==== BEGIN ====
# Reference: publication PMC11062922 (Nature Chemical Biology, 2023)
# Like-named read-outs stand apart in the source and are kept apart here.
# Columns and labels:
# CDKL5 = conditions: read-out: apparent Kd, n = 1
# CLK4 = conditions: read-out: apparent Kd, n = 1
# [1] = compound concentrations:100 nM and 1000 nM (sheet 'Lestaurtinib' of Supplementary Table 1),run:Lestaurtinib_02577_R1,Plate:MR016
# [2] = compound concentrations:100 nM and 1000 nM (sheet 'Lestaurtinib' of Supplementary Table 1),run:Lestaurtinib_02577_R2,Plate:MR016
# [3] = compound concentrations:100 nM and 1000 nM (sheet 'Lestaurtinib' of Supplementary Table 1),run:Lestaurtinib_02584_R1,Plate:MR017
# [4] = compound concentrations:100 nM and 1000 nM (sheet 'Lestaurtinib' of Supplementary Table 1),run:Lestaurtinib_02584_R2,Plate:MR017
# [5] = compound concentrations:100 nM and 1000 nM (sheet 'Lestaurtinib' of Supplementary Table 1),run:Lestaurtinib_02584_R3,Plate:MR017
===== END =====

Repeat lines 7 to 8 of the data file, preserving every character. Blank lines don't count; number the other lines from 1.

# [2] = compound concentrations:100 nM and 1000 nM (sheet 'Lestaurtinib' of Supplementary Table 1),run:Lestaurtinib_02577_R2,Plate:MR016
# [3] = compound concentrations:100 nM and 1000 nM (sheet 'Lestaurtinib' of Supplementary Table 1),run:Lestaurtinib_02584_R1,Plate:MR017